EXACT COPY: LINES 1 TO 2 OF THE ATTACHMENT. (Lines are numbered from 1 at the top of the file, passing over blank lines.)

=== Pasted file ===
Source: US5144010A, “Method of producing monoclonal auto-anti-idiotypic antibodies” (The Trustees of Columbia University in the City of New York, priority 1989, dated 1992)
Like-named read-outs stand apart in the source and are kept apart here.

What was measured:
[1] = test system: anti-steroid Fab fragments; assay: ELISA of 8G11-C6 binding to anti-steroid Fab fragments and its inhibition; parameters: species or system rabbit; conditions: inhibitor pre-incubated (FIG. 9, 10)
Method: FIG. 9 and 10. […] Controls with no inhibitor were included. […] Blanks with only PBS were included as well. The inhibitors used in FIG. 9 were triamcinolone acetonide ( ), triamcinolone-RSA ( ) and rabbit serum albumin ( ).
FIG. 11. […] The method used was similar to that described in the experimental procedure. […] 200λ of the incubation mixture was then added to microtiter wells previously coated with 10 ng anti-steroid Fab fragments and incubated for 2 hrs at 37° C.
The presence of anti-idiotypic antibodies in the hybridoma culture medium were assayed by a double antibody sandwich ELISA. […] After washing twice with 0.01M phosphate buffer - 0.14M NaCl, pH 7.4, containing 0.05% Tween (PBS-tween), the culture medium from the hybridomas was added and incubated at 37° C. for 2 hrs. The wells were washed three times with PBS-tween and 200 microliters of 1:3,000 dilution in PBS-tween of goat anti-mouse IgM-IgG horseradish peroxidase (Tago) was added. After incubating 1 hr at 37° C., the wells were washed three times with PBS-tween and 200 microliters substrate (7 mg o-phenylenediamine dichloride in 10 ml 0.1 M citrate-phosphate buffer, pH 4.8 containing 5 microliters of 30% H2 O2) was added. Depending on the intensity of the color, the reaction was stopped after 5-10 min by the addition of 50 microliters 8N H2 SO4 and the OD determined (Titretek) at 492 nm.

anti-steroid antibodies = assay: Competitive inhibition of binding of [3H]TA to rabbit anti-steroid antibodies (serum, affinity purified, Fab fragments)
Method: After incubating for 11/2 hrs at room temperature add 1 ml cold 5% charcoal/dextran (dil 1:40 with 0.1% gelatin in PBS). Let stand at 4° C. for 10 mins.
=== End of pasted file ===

Source: US5144010A, “Method of producing monoclonal auto-anti-idiotypic antibodies” (The Trustees of Columbia University in the City of New York, priority 1989, dated 1992)
Like-named read-outs stand apart in the source and are kept apart here.